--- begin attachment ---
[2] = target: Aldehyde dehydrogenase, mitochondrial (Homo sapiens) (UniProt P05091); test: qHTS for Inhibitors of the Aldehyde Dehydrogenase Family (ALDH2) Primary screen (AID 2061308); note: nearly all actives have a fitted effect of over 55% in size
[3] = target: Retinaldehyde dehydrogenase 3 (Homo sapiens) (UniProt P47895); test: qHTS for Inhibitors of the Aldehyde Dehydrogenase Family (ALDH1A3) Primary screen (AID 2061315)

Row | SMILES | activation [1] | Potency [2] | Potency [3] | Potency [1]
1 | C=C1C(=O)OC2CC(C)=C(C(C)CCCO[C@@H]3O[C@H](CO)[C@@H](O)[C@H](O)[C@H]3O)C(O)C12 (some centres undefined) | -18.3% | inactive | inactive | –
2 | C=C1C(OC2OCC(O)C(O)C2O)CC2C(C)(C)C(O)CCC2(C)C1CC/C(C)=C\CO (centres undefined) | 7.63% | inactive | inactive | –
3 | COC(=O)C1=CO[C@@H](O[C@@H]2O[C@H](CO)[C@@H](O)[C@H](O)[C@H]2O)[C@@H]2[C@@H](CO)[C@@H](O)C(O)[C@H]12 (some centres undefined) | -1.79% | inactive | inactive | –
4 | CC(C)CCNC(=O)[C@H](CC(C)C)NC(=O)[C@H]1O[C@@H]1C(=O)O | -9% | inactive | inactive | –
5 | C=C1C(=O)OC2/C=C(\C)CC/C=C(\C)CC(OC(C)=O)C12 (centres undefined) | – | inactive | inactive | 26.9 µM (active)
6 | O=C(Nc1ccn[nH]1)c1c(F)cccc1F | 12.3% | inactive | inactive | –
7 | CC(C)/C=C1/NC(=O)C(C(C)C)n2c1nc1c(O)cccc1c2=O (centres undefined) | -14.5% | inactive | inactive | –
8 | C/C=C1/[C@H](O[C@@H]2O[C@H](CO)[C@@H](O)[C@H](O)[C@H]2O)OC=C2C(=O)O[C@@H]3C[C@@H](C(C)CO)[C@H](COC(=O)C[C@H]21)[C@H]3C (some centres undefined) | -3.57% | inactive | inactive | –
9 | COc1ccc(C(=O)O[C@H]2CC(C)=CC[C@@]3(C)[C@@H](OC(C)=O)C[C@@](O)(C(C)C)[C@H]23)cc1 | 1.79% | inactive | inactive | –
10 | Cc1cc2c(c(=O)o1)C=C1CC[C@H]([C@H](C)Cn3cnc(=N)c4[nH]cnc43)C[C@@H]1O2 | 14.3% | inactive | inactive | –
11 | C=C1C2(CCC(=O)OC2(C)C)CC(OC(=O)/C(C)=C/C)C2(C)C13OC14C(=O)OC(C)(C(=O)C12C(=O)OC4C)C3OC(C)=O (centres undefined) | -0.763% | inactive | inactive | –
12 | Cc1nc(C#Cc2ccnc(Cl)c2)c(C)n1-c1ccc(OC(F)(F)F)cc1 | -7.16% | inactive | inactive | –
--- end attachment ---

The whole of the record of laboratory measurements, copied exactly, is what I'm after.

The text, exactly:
[2] = target: Aldehyde dehydrogenase, mitochondrial (Homo sapiens) (UniProt P05091); test: qHTS for Inhibitors of the Aldehyde Dehydrogenase Family (ALDH2) Primary screen (AID 2061308); note: nearly all actives have a fitted effect of over 55% in size
[3] = target: Retinaldehyde dehydrogenase 3 (Homo sapiens) (UniProt P47895); test: qHTS for Inhibitors of the Aldehyde Dehydrogenase Family (ALDH1A3) Primary screen (AID 2061315)

Row | SMILES | activation [1] | Potency [2] | Potency [3] | Potency [1]
1 | C=C1C(=O)OC2CC(C)=C(C(C)CCCO[C@@H]3O[C@H](CO)[C@@H](O)[C@H](O)[C@H]3O)C(O)C12 (some centres undefined) | -18.3% | inactive | inactive | –
2 | C=C1C(OC2OCC(O)C(O)C2O)CC2C(C)(C)C(O)CCC2(C)C1CC/C(C)=C\CO (centres undefined) | 7.63% | inactive | inactive | –
3 | COC(=O)C1=CO[C@@H](O[C@@H]2O[C@H](CO)[C@@H](O)[C@H](O)[C@H]2O)[C@@H]2[C@@H](CO)[C@@H](O)C(O)[C@H]12 (some centres undefined) | -1.79% | inactive | inactive | –
4 | CC(C)CCNC(=O)[C@H](CC(C)C)NC(=O)[C@H]1O[C@@H]1C(=O)O | -9% | inactive | inactive | –
5 | C=C1C(=O)OC2/C=C(\C)CC/C=C(\C)CC(OC(C)=O)C12 (centres undefined) | – | inactive | inactive | 26.9 µM (active)
6 | O=C(Nc1ccn[nH]1)c1c(F)cccc1F | 12.3% | inactive | inactive | –
7 | CC(C)/C=C1/NC(=O)C(C(C)C)n2c1nc1c(O)cccc1c2=O (centres undefined) | -14.5% | inactive | inactive | –
8 | C/C=C1/[C@H](O[C@@H]2O[C@H](CO)[C@@H](O)[C@H](O)[C@H]2O)OC=C2C(=O)O[C@@H]3C[C@@H](C(C)CO)[C@H](COC(=O)C[C@H]21)[C@H]3C (some centres undefined) | -3.57% | inactive | inactive | –
9 | COc1ccc(C(=O)O[C@H]2CC(C)=CC[C@@]3(C)[C@@H](OC(C)=O)C[C@@](O)(C(C)C)[C@H]23)cc1 | 1.79% | inactive | inactive | –
10 | Cc1cc2c(c(=O)o1)C=C1CC[C@H]([C@H](C)Cn3cnc(=N)c4[nH]cnc43)C[C@@H]1O2 | 14.3% | inactive | inactive | –
11 | C=C1C2(CCC(=O)OC2(C)C)CC(OC(=O)/C(C)=C/C)C2(C)C13OC14C(=O)OC(C)(C(=O)C12C(=O)OC4C)C3OC(C)=O (centres undefined) | -0.763% | inactive | inactive | –
12 | Cc1nc(C#Cc2ccnc(Cl)c2)c(C)n1-c1ccc(OC(F)(F)F)cc1 | -7.16% | inactive | inactive | –